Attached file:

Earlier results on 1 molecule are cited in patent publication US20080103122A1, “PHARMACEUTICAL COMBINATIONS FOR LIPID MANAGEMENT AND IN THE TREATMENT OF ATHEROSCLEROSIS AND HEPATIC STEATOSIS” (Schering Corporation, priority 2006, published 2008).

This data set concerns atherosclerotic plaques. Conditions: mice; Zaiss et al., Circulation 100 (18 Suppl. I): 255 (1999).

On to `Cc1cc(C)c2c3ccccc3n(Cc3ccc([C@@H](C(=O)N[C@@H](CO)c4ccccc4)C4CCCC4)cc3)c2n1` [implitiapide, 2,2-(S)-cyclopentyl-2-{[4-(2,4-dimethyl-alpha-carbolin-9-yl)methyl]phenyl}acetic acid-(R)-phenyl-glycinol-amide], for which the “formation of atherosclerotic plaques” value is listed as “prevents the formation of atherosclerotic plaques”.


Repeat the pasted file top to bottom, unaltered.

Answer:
Earlier results on 1 molecule are cited in patent publication US20080103122A1, “PHARMACEUTICAL COMBINATIONS FOR LIPID MANAGEMENT AND IN THE TREATMENT OF ATHEROSCLEROSIS AND HEPATIC STEATOSIS” (Schering Corporation, priority 2006, published 2008).

This data set concerns atherosclerotic plaques. Conditions: mice; Zaiss et al., Circulation 100 (18 Suppl. I): 255 (1999).

On to `Cc1cc(C)c2c3ccccc3n(Cc3ccc([C@@H](C(=O)N[C@@H](CO)c4ccccc4)C4CCCC4)cc3)c2n1` [implitiapide, 2,2-(S)-cyclopentyl-2-{[4-(2,4-dimethyl-alpha-carbolin-9-yl)methyl]phenyl}acetic acid-(R)-phenyl-glycinol-amide], for which the “formation of atherosclerotic plaques” value is listed as “prevents the formation of atherosclerotic plaques”.